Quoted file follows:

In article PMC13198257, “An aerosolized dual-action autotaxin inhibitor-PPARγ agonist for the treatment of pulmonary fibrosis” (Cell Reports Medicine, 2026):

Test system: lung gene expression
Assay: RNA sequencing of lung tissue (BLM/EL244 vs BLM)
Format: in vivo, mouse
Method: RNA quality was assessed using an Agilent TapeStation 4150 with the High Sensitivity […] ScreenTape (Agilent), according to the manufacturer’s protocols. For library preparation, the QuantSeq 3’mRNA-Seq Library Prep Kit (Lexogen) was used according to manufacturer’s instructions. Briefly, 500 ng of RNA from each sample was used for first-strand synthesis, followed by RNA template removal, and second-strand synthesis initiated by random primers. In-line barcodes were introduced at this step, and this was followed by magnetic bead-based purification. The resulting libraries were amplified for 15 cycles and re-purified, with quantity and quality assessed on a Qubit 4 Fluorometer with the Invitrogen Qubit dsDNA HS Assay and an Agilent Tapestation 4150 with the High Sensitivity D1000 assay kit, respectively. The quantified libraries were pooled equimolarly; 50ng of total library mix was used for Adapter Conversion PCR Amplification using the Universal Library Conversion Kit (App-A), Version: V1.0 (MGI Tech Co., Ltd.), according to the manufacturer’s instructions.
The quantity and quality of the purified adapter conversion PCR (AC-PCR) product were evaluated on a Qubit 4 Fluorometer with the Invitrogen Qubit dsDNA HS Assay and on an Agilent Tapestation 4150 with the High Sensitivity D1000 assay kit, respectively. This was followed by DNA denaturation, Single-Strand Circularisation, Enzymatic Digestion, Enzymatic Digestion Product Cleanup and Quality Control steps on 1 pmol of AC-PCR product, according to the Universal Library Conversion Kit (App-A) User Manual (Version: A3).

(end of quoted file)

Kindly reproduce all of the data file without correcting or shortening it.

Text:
In article PMC13198257, “An aerosolized dual-action autotaxin inhibitor-PPARγ agonist for the treatment of pulmonary fibrosis” (Cell Reports Medicine, 2026):

Test system: lung gene expression
Assay: RNA sequencing of lung tissue (BLM/EL244 vs BLM)
Format: in vivo, mouse
Method: RNA quality was assessed using an Agilent TapeStation 4150 with the High Sensitivity […] ScreenTape (Agilent), according to the manufacturer’s protocols. For library preparation, the QuantSeq 3’mRNA-Seq Library Prep Kit (Lexogen) was used according to manufacturer’s instructions. Briefly, 500 ng of RNA from each sample was used for first-strand synthesis, followed by RNA template removal, and second-strand synthesis initiated by random primers. In-line barcodes were introduced at this step, and this was followed by magnetic bead-based purification. The resulting libraries were amplified for 15 cycles and re-purified, with quantity and quality assessed on a Qubit 4 Fluorometer with the Invitrogen Qubit dsDNA HS Assay and an Agilent Tapestation 4150 with the High Sensitivity D1000 assay kit, respectively. The quantified libraries were pooled equimolarly; 50ng of total library mix was used for Adapter Conversion PCR Amplification using the Universal Library Conversion Kit (App-A), Version: V1.0 (MGI Tech Co., Ltd.), according to the manufacturer’s instructions.
The quantity and quality of the purified adapter conversion PCR (AC-PCR) product were evaluated on a Qubit 4 Fluorometer with the Invitrogen Qubit dsDNA HS Assay and on an Agilent Tapestation 4150 with the High Sensitivity D1000 assay kit, respectively. This was followed by DNA denaturation, Single-Strand Circularisation, Enzymatic Digestion, Enzymatic Digestion Product Cleanup and Quality Control steps on 1 pmol of AC-PCR product, according to the Universal Library Conversion Kit (App-A) User Manual (Version: A3).